Jack: I have had a hand in (recording, mixing, and mastering) most of the
recordings that have come out under the Blue Jackel label in the last
two years. So I am enthusiastic about all of them for different reasons.
from Tony Mola who has one of the best bands in Salvador Bahia and gives
us what he calls traditional Orisha rhythms in a pop sound, Marlui
Miranda who is one of Brasil's main ethnomusicologists dealing with the
Amazonian tribes, William Cepeda who is 9th generation musician from
Puerto Rico and the Familia Cepeda.Working with Joyce on Astronauta was
pure pleasure, getting Mulgrew Miller and Joe Lavano to understand what
we were trying to do by adding a jazzy feel to Brasilian music and then
having it groove so well was a joy to be part of. Tony Martinez who is
from Camaguay, Cuba brings a working unit which consits of some of the
top young Cuban jazz players - Gonzalo Rublacaba, Julio Padron, Julio
Barreto, Miguel "Anga" Diaz etc. Working with Rodolfo Stroeter from Pau
Brasil is another pleasure becuase he is producing some of the finest
contemporary music coming currently out of Brasil. Rodolfo's production
of Gilberto Gil O Sol De Oslo is being hailed by many critics as one of
Gil's finest recordings. Representing Dissidenten "the godfathers of
World Beat" (according to Rolling Stone) from Europe always keeps us on
our toes, because we never now what will come across from this very
innovative band of 20 years.
Having dinner a few weeks back with Tony Mola from Bahia and William
Cepeda from Puerto Rico is a great story to tell.Each one was playing
his music and explaining the rhythms they use to the other. As it turned
out the rhythms from each country are named from the same Orisha's and
are very similiar with only slight modifications. The joy on their faces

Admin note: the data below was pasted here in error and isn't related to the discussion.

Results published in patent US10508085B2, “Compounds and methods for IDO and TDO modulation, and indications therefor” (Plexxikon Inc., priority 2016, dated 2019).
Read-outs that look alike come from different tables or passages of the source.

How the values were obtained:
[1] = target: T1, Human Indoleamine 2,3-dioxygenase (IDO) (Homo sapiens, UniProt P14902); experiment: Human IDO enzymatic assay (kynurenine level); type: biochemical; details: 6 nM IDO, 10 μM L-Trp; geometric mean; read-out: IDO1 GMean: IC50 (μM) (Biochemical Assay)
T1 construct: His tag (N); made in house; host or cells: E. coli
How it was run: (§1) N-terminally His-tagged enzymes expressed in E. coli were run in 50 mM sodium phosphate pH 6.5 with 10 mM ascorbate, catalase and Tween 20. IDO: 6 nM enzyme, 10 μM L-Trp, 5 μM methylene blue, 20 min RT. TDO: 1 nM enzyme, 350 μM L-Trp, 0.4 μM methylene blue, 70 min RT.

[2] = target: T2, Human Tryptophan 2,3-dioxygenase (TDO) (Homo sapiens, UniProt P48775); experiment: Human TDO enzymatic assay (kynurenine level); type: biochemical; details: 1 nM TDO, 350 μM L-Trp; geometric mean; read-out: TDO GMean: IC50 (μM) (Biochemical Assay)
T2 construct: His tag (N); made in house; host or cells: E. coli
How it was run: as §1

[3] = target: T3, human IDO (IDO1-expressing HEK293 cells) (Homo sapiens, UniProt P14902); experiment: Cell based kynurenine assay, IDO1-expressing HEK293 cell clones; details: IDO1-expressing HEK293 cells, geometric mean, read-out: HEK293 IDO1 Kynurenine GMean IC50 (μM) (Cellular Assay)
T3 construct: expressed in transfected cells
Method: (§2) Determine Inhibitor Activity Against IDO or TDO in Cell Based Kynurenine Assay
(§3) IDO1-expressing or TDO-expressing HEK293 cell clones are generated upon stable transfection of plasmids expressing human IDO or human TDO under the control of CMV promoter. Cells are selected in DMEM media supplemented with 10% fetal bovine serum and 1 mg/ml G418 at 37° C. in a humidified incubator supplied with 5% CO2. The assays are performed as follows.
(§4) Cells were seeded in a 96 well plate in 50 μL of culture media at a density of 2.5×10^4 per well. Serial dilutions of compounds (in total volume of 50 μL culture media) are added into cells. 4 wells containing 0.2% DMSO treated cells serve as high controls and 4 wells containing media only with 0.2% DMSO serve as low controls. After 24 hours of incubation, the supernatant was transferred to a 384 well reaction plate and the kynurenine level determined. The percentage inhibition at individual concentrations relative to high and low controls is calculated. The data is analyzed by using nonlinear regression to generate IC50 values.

knowing that they have common roots makes all this record industry
madness all worth while.
Paula: Your two boxed sets about Cuband and Brasilian music respectively are particularly intriguing. What went into the creation of each of those?
Jack: I can write a book about what went into each of the compilations
Brasil: A Century of Song and Cuba: I Am Time. Each production was over 2
years in listening alone.I traveled to Brasil(which I had been traveling
to since 1977 on a regular basis) and Cuba many times during these
productions. I can honestly say I probably listened to over 5000 CD's,
LP's, 78's, to figure out what I wanted to license. The licensing part
is another book.
Paula: What does the future of Blue Jackel hold?
Jack: Now that we have signed artists on Blue Jackel the future really is
helping the artists document their dreams. Sometime at the end of this
year or maybe the begining of next year there will be a 20CD boxed set
of Brasil music.
Its hard to give answers to questions like this. The new Tony Martinez
"Maferefun" took us a year just to set up and record. Besides doing the
recordings we then have to figure out how to market the releases
properly. We have our hands full but we are not bored.
Images courtesy of Blue Jackel.